15. 15. NIH Experimental Catchments in Lesser Himalayas
  16. 16. NIH Experimental Catchments in Lesser Himalayas Objectives •Run experimental catchments for better understanding of hydrological processes in lesser Himalayas. •Field estimation of ET by flux tower and comparison with methods such as RS/SEBAL, FAO56 method. •To establish relationship between climatic and hydrologic variables and seasonal variations in Himalayan environment. •To improve understanding of hydrological processes through isotope geochemistry. •To study the ground water dynamics in lesser Himalayan watershed. Advanced instruments being installed •Flux tower •COSMOS
  17. 17. LULC of Henval Basin S. no. Class Name Area (%) 1 Agriculture 12.44 2 Fallow land 10.27 3 Openforest 26.23 4 Denseforest 51.06 LULC of Jijli Basin S. no. Class Name Area (%) 1 Agriculture 4.95 2 Fallow land 3.29 3 Openforest 27.61 4 Denseforest 64.14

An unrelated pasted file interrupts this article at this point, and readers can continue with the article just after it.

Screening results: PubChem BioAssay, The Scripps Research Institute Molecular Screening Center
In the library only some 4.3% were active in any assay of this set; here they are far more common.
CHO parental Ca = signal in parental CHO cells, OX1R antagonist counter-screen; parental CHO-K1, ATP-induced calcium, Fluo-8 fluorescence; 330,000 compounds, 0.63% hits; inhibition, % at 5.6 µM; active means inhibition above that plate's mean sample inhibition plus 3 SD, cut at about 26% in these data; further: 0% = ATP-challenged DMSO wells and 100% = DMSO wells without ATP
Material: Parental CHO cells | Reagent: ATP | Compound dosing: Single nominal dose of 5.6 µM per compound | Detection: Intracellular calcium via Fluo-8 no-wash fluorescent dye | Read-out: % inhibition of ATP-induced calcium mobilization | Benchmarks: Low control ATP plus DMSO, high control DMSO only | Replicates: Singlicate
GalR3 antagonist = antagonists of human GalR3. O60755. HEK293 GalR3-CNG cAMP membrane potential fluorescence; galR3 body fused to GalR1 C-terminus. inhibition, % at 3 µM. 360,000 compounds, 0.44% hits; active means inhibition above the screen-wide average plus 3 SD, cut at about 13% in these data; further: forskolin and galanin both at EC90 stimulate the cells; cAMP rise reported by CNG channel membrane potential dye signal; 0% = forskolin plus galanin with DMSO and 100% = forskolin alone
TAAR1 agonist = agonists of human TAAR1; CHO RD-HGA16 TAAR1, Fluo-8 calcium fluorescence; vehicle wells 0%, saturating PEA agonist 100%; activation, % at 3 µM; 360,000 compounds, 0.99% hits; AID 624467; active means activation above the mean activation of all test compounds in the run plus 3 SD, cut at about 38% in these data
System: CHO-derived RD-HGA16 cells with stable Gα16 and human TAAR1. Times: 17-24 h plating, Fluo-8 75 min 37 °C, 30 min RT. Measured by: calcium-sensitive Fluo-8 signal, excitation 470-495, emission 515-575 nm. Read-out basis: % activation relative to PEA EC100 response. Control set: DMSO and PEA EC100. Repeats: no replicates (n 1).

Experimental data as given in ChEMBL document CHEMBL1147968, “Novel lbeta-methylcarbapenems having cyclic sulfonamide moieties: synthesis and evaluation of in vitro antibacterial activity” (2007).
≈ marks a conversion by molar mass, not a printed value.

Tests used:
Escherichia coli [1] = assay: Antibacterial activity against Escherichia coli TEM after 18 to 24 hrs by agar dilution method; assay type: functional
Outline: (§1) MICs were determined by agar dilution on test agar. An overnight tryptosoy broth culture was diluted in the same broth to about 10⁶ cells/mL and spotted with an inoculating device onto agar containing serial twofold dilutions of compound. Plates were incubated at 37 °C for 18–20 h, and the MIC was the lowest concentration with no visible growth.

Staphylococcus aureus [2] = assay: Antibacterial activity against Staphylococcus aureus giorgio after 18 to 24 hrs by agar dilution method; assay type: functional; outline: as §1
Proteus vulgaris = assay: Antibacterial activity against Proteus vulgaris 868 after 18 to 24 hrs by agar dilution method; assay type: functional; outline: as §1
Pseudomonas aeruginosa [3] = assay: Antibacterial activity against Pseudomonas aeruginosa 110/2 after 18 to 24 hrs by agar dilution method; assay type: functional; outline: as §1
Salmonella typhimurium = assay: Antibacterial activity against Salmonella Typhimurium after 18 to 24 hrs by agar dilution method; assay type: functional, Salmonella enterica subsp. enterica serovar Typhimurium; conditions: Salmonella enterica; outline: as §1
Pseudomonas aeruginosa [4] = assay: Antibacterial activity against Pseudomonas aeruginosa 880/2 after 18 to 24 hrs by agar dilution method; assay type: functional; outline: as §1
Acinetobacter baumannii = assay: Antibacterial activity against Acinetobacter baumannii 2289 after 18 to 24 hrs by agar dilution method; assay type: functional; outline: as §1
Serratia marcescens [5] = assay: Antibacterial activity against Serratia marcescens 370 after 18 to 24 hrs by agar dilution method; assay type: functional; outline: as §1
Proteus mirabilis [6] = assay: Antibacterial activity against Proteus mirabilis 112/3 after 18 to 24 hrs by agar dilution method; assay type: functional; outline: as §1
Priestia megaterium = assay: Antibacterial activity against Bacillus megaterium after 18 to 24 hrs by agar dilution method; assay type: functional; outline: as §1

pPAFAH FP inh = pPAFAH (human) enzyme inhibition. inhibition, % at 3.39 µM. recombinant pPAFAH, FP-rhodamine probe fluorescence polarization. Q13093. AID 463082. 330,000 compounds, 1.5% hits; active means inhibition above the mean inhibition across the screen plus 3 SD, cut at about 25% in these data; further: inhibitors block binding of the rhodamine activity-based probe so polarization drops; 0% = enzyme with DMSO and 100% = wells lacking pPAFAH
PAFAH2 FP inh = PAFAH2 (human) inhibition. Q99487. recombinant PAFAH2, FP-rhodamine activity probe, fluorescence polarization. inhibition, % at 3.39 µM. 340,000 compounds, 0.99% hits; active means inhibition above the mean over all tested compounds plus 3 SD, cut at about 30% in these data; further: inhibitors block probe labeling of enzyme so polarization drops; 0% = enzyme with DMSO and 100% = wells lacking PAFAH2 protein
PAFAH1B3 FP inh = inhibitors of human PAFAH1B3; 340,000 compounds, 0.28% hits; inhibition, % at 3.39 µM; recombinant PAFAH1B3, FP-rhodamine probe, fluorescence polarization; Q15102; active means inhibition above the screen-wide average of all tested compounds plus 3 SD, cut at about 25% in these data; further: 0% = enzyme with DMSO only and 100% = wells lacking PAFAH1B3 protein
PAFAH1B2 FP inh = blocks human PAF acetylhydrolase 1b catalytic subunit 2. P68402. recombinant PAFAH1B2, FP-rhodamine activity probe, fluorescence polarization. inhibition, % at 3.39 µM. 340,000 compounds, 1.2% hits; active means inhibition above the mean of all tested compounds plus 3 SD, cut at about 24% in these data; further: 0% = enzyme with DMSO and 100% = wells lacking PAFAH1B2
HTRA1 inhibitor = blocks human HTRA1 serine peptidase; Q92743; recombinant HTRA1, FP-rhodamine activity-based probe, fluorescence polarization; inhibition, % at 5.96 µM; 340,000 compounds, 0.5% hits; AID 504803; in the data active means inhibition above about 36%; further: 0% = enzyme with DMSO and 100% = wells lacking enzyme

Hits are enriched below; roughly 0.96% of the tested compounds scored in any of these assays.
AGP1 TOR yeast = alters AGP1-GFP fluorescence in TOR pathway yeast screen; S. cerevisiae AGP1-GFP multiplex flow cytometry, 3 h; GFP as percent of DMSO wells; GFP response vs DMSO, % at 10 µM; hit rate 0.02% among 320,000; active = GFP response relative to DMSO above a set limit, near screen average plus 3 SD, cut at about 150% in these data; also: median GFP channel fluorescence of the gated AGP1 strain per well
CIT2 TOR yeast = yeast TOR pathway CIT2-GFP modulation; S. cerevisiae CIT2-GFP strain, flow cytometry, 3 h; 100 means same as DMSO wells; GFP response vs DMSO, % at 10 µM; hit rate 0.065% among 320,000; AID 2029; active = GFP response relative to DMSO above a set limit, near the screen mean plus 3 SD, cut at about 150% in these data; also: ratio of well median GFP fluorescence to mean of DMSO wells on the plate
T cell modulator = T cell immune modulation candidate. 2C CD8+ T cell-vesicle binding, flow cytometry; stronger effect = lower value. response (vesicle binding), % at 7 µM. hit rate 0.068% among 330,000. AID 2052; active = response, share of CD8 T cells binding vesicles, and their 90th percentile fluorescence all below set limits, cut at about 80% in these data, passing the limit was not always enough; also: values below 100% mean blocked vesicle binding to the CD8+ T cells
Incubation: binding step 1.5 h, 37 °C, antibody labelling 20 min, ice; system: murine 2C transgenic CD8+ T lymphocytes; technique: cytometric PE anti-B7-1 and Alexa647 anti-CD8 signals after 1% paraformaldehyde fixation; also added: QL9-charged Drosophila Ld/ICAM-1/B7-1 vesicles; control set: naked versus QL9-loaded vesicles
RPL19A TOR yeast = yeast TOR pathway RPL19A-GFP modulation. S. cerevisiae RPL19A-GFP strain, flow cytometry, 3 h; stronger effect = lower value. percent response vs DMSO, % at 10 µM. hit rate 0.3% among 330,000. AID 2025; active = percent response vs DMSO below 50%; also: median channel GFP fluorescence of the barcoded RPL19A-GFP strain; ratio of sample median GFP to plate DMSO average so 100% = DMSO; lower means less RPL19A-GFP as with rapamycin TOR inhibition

18. 18. AWS (+ Proposed Flux Tower) site in Henval Catchment
  19. 19. Variation of soil temperature at different depths
  20. 20. SOIL TEMPERATURE AT DIFFERENT DEPTHSSOIL TEMPERATURE AT DIFFERENT DEPTHS
  21. 21. Diurnal variation in the Soil Temp. at different depths
  22. 22. • Is the precipitation intensity changing with time. If yes, where and attributions ? • Changes in ET, Relative Humidity ?? • What are the uncertainties in observed estimates ? • What are the impacts on components of the hydrologic cycle at various scales ? • More research and observations are required to understand occurrence of cloudburst events and their prediction. Topics Requiring Attention
  23. 23. Thanks